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Noun. Any form of literature
that blends HUMOR with
CRITICISM for the purpose of
ridiculing folly, vice, stupidity in
individuals and/or institutions.
The necessary ingredients
 Humor
 Criticism, either general criticism of
humanity or human nature or specific
criticism of an individual or group
 Some kind of moral voice: simply
mocking or criticizing is not “satire”
The Satiric Manner
 Ironic/Sarcastic
 Either good natured criticism or bitterly
cynical denunciation
 Always opposed to pretense, affectation,
and hypocrisy
 More than a little bit prone to references
to things society finds taboo or disgusting
(bodily functions, sexuality, etc.)
Justification for Satire
Satire is usually justified as a way to
correct human vice and folly.
The aim of satire
– to ridicule the fault or failing of the
individual, rather than the
individual person
– to target only those faults that
are correctable, not those for which the
individual is not responsible.
Satire v. Comedy
Satire differs from comedy
– Comedy evokes laughter mainly as an
end in itself, while satire derides
– Satire uses laughter as a weapon, and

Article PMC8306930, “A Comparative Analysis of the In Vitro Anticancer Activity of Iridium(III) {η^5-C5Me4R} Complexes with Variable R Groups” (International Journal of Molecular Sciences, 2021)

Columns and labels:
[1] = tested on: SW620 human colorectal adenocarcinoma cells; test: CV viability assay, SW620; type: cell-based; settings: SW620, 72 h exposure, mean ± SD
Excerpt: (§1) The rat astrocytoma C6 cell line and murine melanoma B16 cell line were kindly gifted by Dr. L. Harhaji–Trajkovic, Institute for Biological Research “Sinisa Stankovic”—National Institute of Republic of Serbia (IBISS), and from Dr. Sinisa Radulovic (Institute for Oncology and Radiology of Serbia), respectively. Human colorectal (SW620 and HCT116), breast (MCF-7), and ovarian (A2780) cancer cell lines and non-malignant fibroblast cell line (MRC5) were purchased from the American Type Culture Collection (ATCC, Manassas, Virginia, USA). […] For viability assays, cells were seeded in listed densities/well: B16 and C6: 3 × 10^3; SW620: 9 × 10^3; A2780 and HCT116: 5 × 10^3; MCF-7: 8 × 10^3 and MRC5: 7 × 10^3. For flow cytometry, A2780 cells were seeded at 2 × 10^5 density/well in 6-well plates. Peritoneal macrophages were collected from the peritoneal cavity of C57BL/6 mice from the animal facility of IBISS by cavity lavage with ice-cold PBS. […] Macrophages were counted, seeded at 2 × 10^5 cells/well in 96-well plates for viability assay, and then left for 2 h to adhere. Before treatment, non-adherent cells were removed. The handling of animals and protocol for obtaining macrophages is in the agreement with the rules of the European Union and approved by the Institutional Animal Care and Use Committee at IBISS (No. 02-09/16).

against the butt - an object - that
exists outside the work itself.
Direct/formal Satire = stating
a direct criticism humorously
This is the oldest and,
historically, most common form
of satiric writing.
The Simpson’s & Mad Magazine
Indirect Satire
Parody =
a work of literature that mimics
another work of literature, usually as a way
of criticizing it.
 Monty Python and the Holy Grail
 Scary Movie/Epic Movie
 A type of verbal irony in which
something is purposely represented as
being far less important than it actually
 Harsh, cutting, personal remarks
to or about someone
 Extreme exaggeration
Caricature = An exaggerated
portrayal of the weaknesses, frailties,
or humorous aspects of an individual or
Caricatures of the presidential
candidates by Saturday Night Live cast
members in ‘08 year actually changed the
way that the candidates performed in
Exaggeration =
tale/fish story)
Stretching the truth (tall
Literary Devices
 Irony
– All three types of irony are integral to the
satirical format
 Dramatic Irony
– When the audience knows more than a
 Situational Irony
– When what happens is different from
the audience’s expectations
 Verbal Irony
– When a character or writer says
something different than when he or
she truly means